Fishing For Catfish In Colorado
Guide to fishing for blue and channel catfish in CO.
There are many species of catfish and even more ways to catch them. Adults range in size from less than a pound to hundreds of pounds. Catfish are found in all types of water including ponds, streams, lakes and rivers throughout Colorado. There are even species which spend a limited amount of time on dry land. Big giant catfish put up a very noble fight once hooked.
Colorado provides ample opportunities for catfish anglers, with its diverse array of lakes, rivers, and reservoirs. Anglers targeting catfish in the state can encounter several species, including channel catfish, flathead catfish, blue catfish, and white catfish. Each species has its own unique characteristics and can offer an exciting fishing experience for enthusiasts. The purpose of this page is to share basic information about catfish fishing and catfish waters in the state.
Catfish Fishing Video
Channel catfish (Ictalurus punctatus) are the most common and widely distributed catfish species in Colorado. They can be found in various bodies of water, including lakes, rivers, and reservoirs. Channel catfish have a distinct appearance, with their deeply forked tails and slender bodies. They are known for their scavenging behavior and are attracted to a wide range of baits, such as cut bait, chicken liver, and stinkbaits. Channel catfish can reach impressive sizes, with individuals weighing over 20 pounds, providing anglers with a thrilling fight.
Flathead catfish (Pylodictis olivaris) are a prized species among catfish anglers due to their large size and challenging nature. They have a distinct flat head, broad mouths, and mottled brownish coloration. Flathead catfish prefer deeper waters, such as reservoirs and large rivers, and are often found near submerged structures like fallen trees and rock formations. Anglers targeting flathead catfish typically use live bait, such as sunfish or small bullheads, to entice these voracious predators. Flatheads can grow to impressive sizes, exceeding 50 pounds, making them a trophy catch for dedicated anglers.
Blue catfish (Ictalurus furcatus) are a less common but exciting species to target in Colorado. They have a bluish-gray body with a forked tail and are known for their powerful fights. Blue catfish prefer larger bodies of water, such as reservoirs and some rivers. They are opportunistic feeders and will readily take cut bait, live bait, or even artificial lures. Blue catfish can reach sizes exceeding 50 pounds, offering anglers a thrilling battle on the line.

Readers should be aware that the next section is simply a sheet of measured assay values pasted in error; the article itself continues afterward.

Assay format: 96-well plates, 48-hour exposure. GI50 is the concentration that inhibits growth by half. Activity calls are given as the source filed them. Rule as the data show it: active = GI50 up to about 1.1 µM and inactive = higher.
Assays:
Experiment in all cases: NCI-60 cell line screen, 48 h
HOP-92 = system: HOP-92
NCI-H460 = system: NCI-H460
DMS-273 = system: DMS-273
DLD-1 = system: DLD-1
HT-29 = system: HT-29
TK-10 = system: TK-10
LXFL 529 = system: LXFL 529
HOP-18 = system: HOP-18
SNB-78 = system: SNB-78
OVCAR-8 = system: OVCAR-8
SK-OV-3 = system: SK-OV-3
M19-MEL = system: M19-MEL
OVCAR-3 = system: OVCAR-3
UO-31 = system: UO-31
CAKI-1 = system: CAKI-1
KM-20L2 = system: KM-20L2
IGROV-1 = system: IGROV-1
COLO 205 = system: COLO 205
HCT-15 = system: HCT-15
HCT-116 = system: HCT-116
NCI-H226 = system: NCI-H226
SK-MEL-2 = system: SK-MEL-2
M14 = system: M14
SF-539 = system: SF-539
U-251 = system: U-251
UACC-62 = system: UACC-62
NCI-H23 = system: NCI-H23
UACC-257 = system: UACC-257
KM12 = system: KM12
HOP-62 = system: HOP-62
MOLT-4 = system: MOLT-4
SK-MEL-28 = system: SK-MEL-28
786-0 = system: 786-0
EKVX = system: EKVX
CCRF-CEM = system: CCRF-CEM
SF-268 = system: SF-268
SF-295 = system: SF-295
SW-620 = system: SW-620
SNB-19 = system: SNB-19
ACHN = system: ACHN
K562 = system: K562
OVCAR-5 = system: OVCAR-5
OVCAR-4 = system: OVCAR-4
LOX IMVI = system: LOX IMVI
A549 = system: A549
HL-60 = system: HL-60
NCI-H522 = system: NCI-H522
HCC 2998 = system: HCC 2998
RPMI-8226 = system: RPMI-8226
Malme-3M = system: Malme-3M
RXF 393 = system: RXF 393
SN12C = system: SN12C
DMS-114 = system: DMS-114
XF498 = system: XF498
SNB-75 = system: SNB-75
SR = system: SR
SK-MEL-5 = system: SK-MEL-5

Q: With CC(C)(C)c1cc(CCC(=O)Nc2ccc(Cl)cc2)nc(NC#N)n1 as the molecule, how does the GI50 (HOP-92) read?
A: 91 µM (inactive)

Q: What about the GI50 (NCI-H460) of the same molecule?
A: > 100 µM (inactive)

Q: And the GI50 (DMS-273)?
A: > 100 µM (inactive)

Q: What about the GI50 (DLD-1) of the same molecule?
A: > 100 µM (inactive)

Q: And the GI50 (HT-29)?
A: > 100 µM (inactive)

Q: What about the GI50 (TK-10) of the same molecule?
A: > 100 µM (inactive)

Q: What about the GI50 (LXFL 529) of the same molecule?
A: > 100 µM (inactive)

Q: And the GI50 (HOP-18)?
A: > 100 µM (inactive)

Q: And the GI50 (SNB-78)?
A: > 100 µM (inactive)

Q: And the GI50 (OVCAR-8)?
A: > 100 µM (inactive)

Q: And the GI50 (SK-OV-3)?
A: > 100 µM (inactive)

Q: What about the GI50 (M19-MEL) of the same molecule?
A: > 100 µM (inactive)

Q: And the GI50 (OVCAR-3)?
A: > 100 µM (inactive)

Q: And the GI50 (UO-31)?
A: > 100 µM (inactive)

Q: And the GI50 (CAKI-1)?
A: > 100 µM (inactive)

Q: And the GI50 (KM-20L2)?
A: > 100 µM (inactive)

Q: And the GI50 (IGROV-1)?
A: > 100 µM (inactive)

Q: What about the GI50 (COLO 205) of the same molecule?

White catfish (Ameiurus catus) are a smaller species compared to their counterparts, but they are abundant in certain waters throughout Colorado. They have a light grayish color with a long, slender body and a deeply forked tail. White catfish are primarily found in reservoirs and larger rivers. Anglers targeting white catfish often use nightcrawlers, chicken liver, or stinkbaits as bait. While they may not grow as large as other catfish species, white catfish provide an enjoyable angling experience, especially for those seeking a more relaxed fishing outing.
Colorado's diverse catfish fishery offers something for every angler, whether they are pursuing channel catfish, flathead catfish, blue catfish, or white catfish. It is crucial to check the specific fishing regulations and licensing requirements for the area you plan to fish to ensure compliance. With the right techniques, baits, and a little patience, anglers can enjoy a rewarding catfish fishing experience amidst Colorado's scenic waterways.
Catfish Waters In Colorado
Many major lakes in Colorado have a population of catfish. Try your luck at Adobe Creek Reservoir, Aurora Reservoir, Blue Mesa Reservoir, Bonny Reservoir, Chatfield Reservoir, Cherry Creek Reservoir, Echo Canyon Reservoir, Hertha Reservoir, John Martin Reservoir, Lathrop State Park, Navajo Reservoir, North Sterling Reservoir, Pueblo Reservoir, Sloan Lake and Standley Lake. Enjoy additional information in this article about Catfish Fishing in Colorado.
River systems with catfish
Arkansas River, the Colorado River, the Yampa River and most other rivers in the state offer catfish angling options.
World record: 58 lbs 0 oz
State Record: 43 lbs 6 oz
World record: 123 lbs 9 oz
State Record: 30 lbs 9.6 oz
World record: 143 lbs 0 oz
State Record: 24 lbs 7.7 oz
World record: 22 lbs 0 oz
State Record: Unknown
Click the images and links above for species details.
What's the best bait for catfish in Colorado?
Choose from the top 5 all-time catfish baits and try them on local waters. Appealing to the keen sense of smell and taste could turn a so-so day into a memorable event.
Aurora Reservoir served up the state record channel catfish.
The state record flathead catfish came from Pueblo Reservoir.
Pueblo Reservoir was home to the state record blue catfish.
Additional catfishing information resources.
See article about Colorado Catfishing.
Most catfish are considered bottom feeders to one extent or another. They will generally eat anything that can get in their mouth. Their strongest sense is smell which they use to locate potential food sources. Capitalizing on this sense is the primary weapon in your search for these creatures. Aggressive catfish have been caught on most types of fast moving bass lures so don't under estimate their ability to catch live bait.
Information for states with catfish.
Learn the lifestyle of catfish
The more you know about the seasonal migration of catfish, the easier it will be to catch catfish in Colorado lakes and rivers. Catfish feed on a wide variety of food sources. They can be caught on prepared baits as well as live and dead baitfish.